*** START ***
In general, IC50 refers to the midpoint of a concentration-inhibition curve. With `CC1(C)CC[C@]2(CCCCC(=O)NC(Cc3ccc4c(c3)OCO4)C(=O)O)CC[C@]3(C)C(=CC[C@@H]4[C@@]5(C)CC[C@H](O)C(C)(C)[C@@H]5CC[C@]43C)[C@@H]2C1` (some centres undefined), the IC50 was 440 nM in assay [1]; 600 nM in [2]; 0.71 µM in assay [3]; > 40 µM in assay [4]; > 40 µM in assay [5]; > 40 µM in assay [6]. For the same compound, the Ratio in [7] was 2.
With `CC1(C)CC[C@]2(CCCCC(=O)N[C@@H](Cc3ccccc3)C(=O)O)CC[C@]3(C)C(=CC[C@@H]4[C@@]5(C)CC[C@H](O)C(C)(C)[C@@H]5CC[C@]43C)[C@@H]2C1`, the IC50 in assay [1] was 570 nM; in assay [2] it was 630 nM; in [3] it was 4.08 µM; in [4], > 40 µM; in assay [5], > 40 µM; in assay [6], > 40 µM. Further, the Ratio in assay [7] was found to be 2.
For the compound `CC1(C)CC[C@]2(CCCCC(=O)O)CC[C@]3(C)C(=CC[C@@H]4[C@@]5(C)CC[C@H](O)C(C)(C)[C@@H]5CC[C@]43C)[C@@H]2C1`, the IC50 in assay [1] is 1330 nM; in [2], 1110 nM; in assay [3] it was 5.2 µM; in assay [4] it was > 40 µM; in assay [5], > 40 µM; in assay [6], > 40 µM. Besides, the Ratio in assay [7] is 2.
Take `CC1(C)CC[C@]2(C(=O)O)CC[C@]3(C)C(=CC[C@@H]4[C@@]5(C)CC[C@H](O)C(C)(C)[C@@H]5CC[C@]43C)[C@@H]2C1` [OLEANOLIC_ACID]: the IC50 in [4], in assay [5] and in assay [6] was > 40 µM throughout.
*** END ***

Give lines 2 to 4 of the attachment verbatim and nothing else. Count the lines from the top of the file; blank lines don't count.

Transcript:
With `CC1(C)CC[C@]2(CCCCC(=O)N[C@@H](Cc3ccccc3)C(=O)O)CC[C@]3(C)C(=CC[C@@H]4[C@@]5(C)CC[C@H](O)C(C)(C)[C@@H]5CC[C@]43C)[C@@H]2C1`, the IC50 in assay [1] was 570 nM; in assay [2] it was 630 nM; in [3] it was 4.08 µM; in [4], > 40 µM; in assay [5], > 40 µM; in assay [6], > 40 µM. Further, the Ratio in assay [7] was found to be 2.
For the compound `CC1(C)CC[C@]2(CCCCC(=O)O)CC[C@]3(C)C(=CC[C@@H]4[C@@]5(C)CC[C@H](O)C(C)(C)[C@@H]5CC[C@]43C)[C@@H]2C1`, the IC50 in assay [1] is 1330 nM; in [2], 1110 nM; in assay [3] it was 5.2 µM; in assay [4] it was > 40 µM; in assay [5], > 40 µM; in assay [6], > 40 µM. Besides, the Ratio in assay [7] is 2.
Take `CC1(C)CC[C@]2(C(=O)O)CC[C@]3(C)C(=CC[C@@H]4[C@@]5(C)CC[C@H](O)C(C)(C)[C@@H]5CC[C@]43C)[C@@H]2C1` [OLEANOLIC_ACID]: the IC50 in [4], in assay [5] and in assay [6] was > 40 µM throughout.